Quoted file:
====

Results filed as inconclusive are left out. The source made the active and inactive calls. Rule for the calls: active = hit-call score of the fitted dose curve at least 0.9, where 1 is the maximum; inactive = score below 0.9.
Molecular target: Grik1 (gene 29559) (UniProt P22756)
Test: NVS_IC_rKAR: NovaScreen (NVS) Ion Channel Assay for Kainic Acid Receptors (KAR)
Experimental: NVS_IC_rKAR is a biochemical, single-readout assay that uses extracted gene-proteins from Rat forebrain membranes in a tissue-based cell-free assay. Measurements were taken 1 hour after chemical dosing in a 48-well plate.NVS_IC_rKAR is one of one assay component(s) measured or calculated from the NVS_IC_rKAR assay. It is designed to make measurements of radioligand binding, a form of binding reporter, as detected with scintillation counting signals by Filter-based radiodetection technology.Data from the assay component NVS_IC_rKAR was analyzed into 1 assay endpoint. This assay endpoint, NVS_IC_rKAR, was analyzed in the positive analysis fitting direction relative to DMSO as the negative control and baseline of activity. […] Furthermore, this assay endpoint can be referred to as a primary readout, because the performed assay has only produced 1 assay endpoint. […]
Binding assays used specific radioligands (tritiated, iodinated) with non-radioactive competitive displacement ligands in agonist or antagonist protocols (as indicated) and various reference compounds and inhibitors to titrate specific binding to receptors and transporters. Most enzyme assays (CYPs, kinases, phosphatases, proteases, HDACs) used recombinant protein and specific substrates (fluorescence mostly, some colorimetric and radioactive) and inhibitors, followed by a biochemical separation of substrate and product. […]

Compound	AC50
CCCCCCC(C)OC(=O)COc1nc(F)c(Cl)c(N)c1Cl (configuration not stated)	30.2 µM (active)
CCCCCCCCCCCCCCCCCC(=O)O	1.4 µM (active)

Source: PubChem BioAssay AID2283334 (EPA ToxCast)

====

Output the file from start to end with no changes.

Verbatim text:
Results filed as inconclusive are left out. The source made the active and inactive calls. Rule for the calls: active = hit-call score of the fitted dose curve at least 0.9, where 1 is the maximum; inactive = score below 0.9.
Molecular target: Grik1 (gene 29559) (UniProt P22756)
Test: NVS_IC_rKAR: NovaScreen (NVS) Ion Channel Assay for Kainic Acid Receptors (KAR)
Experimental: NVS_IC_rKAR is a biochemical, single-readout assay that uses extracted gene-proteins from Rat forebrain membranes in a tissue-based cell-free assay. Measurements were taken 1 hour after chemical dosing in a 48-well plate.NVS_IC_rKAR is one of one assay component(s) measured or calculated from the NVS_IC_rKAR assay. It is designed to make measurements of radioligand binding, a form of binding reporter, as detected with scintillation counting signals by Filter-based radiodetection technology.Data from the assay component NVS_IC_rKAR was analyzed into 1 assay endpoint. This assay endpoint, NVS_IC_rKAR, was analyzed in the positive analysis fitting direction relative to DMSO as the negative control and baseline of activity. […] Furthermore, this assay endpoint can be referred to as a primary readout, because the performed assay has only produced 1 assay endpoint. […]
Binding assays used specific radioligands (tritiated, iodinated) with non-radioactive competitive displacement ligands in agonist or antagonist protocols (as indicated) and various reference compounds and inhibitors to titrate specific binding to receptors and transporters. Most enzyme assays (CYPs, kinases, phosphatases, proteases, HDACs) used recombinant protein and specific substrates (fluorescence mostly, some colorimetric and radioactive) and inhibitors, followed by a biochemical separation of substrate and product. […]

Compound	AC50
CCCCCCC(C)OC(=O)COc1nc(F)c(Cl)c(N)c1Cl (configuration not stated)	30.2 µM (active)
CCCCCCCCCCCCCCCCCC(=O)O	1.4 µM (active)

Source: PubChem BioAssay AID2283334 (EPA ToxCast)